Garth Brooks has seven diamond-studded albums under his belt now, but there was once a time when even he was regarded as not being country enough. The CMA Entertainer of the Year nominee recently sat down with Taste of Country to discuss his years of country criticism and to answer the long debated question: what is country music?

"It's sincerity," Brooks tells Taste of Country of the genre's definition. "That's all it is. It's sincerity and it's real. People today are saying, 'Hey, is today's country music real because it has hip-hop and dance in it?' When we came out, we were the guys who weren't considered real country at all because we had Boston, Queen, Styx in our stuff along with [Merle] Haggard and [George] Jones. Well, they've got Brooks, [Tim] McGraw, [Kenny] Chesney along with hip-hop and dance. It only makes sense. Country music is what is sincere, that's the main thing."

Brooks says he is a fan of today's country music and looks to artists like Dierks Bentley, who continue to carry the torch within the genre with honor.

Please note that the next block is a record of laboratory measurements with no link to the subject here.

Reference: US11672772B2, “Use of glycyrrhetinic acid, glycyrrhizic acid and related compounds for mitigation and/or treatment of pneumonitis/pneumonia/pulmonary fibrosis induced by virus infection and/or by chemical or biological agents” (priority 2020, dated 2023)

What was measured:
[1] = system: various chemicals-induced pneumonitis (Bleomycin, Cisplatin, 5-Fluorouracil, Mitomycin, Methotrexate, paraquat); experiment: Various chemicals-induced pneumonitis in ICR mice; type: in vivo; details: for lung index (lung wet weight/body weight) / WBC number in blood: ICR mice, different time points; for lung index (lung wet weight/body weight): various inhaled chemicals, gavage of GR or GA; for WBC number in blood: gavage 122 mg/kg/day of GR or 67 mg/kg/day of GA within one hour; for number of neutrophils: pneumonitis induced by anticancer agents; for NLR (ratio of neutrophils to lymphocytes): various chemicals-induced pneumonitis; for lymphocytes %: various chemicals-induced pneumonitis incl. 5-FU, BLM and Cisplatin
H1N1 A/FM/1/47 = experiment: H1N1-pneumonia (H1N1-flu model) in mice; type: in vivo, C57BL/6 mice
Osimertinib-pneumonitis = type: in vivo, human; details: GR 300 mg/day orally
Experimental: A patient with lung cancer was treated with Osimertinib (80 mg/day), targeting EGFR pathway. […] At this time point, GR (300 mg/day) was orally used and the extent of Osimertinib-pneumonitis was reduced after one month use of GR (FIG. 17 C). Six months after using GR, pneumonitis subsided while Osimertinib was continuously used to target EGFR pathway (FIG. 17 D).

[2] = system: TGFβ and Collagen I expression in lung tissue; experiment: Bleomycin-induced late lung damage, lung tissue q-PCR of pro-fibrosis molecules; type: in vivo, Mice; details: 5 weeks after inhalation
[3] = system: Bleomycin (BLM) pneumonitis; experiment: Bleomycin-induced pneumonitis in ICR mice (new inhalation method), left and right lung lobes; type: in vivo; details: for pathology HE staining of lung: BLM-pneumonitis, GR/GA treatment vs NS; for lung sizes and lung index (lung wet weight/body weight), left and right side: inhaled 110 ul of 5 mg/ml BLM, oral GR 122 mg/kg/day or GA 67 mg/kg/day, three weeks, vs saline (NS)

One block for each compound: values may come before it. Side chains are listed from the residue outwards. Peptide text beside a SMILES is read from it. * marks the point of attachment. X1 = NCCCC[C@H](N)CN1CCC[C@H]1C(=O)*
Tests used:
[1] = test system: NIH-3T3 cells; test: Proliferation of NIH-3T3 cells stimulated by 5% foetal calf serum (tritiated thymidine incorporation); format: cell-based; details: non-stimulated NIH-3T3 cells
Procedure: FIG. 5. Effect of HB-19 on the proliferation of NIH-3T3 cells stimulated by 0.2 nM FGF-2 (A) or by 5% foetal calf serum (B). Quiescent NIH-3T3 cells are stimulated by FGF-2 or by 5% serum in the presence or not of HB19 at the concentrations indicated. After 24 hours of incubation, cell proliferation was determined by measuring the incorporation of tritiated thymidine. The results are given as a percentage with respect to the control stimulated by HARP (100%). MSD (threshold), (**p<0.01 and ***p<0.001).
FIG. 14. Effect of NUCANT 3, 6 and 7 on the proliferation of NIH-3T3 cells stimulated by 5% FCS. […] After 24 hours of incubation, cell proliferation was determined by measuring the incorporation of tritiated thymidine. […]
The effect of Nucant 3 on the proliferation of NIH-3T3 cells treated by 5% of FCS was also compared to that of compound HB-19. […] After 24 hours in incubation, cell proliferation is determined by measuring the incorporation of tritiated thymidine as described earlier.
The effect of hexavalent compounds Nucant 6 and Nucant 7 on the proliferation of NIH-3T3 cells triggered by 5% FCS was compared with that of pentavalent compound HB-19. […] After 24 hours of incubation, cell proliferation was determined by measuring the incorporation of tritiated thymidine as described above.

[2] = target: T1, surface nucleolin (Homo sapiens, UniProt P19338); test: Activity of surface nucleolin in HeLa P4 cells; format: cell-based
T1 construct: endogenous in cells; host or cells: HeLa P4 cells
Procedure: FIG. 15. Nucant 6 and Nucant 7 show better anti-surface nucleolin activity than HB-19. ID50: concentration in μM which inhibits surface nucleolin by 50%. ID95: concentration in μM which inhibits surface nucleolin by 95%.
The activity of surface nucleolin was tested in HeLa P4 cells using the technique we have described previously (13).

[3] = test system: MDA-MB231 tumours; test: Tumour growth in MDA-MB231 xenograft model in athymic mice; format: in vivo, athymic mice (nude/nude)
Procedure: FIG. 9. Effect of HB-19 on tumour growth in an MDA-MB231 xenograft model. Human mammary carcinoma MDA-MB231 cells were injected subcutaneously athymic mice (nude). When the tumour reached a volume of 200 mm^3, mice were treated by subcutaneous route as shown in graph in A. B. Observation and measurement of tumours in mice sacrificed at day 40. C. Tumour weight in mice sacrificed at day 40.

"You've got guys like Dierks Bentley — one of the most sincere guys on the planet — as long as these guys are singing country music, it's in good hands," he says.

So, did people often critique Brooks and say he "wasn't country"? He confirms in the positive.

"All the time! Now you listen to stuff like 'Two of a Kind' and you're like, that's stone country! Back then people were going, 'That's not country music.' Everybody goes through it," he reasons.

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